Monday, August 13, 2012

On to the land of tatting

I've gone from babyland to the land of tatting, all with the little exercise of the making the samples for the LACE group.  I admit there had been a hankering for the tatting for a while but this got me going.

After I finished the samples, I was looking through one of the books I'd been using and came across a pattern that was just like the one I'd found in the 1933 craft magazine (click here for more info on that one).  I'm so fascinated by this technique of tatting a pattern with an open middle and then needle weaving a pattern in the opening.  The pattern I just found is in a Dover publication but the original publication of the pattern was probably in this same time frame - early 1930's.  See what you think.

First you tat the "frame."
These are 4 identical motifs that were joined as I worked.  The way the pattern was written made the final join in the motif extremely challenging but I found that by changing the starting point from the ring in the middle of the side to the 4-ring motif in the corner, it solved the challenge and made it easy as pie.  It's easier and I'm allowed to do that. Working the following 3 motifs, getting the joins in the right place however, entailed the challenge of paying attention to where I was at all time and making consciously sure I was joining to the right picot (see previous post about "ripping out" tatting - not fun).  Of course, I had to test my powers of tatting by doing all this by watching the movie Inception.  I love that movie but I don't recommend tatting something complex while watching it.  That is, unless you've seen it more than 10 times.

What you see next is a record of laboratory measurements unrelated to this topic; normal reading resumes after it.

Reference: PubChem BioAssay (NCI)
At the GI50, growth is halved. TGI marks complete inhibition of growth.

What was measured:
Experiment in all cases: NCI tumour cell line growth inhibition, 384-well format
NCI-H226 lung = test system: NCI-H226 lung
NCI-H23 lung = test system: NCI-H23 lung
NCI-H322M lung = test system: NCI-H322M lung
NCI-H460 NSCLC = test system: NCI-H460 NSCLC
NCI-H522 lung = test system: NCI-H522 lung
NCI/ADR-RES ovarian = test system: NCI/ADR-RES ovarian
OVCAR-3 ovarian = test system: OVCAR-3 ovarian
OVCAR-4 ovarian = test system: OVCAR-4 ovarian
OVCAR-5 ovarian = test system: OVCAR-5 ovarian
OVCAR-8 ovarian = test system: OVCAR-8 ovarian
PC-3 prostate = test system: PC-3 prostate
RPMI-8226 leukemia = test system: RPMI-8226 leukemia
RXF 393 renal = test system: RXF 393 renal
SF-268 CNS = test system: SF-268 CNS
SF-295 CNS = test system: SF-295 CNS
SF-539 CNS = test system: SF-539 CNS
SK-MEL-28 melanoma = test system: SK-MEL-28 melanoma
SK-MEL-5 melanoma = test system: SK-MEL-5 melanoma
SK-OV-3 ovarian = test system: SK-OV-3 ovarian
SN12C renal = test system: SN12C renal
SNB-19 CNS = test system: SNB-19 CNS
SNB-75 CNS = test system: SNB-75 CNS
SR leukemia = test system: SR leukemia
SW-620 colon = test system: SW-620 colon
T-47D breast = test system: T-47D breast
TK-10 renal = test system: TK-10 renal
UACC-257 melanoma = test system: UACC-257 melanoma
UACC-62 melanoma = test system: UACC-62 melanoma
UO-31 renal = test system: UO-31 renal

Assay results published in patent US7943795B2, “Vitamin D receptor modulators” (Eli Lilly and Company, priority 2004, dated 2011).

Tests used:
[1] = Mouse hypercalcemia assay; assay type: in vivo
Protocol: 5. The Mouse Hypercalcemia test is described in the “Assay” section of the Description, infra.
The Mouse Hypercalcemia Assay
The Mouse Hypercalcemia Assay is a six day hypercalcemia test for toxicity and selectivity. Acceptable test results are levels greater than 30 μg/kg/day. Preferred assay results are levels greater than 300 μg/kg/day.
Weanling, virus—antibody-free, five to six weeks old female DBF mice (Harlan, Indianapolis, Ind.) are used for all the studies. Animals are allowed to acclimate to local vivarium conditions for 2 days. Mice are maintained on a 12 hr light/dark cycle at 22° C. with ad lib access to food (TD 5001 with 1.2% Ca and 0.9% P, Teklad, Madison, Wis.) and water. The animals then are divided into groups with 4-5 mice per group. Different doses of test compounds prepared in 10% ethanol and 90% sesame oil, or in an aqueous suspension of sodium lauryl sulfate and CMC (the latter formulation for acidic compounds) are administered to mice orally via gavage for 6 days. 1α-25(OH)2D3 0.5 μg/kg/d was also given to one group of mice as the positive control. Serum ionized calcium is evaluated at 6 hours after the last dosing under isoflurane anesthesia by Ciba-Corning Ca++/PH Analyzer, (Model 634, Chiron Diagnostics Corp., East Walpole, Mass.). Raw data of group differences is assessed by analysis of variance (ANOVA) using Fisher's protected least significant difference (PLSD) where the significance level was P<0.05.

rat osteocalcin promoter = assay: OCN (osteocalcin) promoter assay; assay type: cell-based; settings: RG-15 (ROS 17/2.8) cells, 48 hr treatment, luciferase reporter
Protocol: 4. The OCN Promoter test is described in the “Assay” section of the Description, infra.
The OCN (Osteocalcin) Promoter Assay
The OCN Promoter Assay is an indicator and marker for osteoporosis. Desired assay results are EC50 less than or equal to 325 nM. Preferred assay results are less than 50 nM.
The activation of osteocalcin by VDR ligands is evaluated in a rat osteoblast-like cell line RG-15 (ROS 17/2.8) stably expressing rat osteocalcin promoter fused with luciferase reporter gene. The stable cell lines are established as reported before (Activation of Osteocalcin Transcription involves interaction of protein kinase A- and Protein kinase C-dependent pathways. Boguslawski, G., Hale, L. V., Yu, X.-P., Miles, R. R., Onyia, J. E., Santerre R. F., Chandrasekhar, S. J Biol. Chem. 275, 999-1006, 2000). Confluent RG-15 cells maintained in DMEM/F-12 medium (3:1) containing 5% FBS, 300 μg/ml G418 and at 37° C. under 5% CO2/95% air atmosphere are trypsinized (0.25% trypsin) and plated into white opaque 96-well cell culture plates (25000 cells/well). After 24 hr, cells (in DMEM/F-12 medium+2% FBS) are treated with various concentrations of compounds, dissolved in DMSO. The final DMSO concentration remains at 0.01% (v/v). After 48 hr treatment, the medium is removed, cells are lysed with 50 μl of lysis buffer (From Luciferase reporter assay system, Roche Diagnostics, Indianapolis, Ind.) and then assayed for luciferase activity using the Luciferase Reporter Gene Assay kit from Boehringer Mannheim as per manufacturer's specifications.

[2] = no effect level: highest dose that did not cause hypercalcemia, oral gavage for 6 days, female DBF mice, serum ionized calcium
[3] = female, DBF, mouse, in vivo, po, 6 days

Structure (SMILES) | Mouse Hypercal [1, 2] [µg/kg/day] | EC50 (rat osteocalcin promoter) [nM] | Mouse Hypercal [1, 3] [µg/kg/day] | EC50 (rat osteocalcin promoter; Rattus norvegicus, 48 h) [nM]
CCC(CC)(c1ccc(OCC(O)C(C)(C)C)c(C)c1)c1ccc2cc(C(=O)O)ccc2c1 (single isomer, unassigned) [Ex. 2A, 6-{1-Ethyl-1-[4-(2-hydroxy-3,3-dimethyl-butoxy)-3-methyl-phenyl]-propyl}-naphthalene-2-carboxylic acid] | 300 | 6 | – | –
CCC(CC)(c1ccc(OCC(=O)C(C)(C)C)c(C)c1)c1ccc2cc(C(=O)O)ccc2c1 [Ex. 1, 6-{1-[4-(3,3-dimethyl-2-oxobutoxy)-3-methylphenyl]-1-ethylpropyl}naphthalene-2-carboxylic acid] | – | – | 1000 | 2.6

Now that I have the framework in place, I can work the inner weaving patterns.
Like this.  Isn't that interesting?  Click on the photo for a closer look.

I've got it pinned to one of my bobbin lace pillows to make sure it doesn't get skewed in the weaving.  I also steam ironed it before I started.  The helps set everything in place.  Tatting's pretty solid but it just adds a bit of structure as the weaving is worked.

The needle weaving is very relaxing and contemplative.

I've been wondering how this could be worked with knitting (not sure how that would hold up) and crochet (I think crochet could totally work).  I even thought about the possibility of working this in a sweater or other garment.  You could certain even work the tatting and use it as a centerpiece in a knitted garment.  How about doing it in a circle and using it as the yoke of a sweater?  That could be very, very cool.

By the way, for those that care, I'm working this using Lizbet size 20 Egyptian cotton in Mocha Brown Medium.  It's a 6-cord cardonnet thread which is more tightly spun than regular crochet thread and more suited to tatting.  You can use crochet thread but it doesn't hold up as well or have as much body for tatting.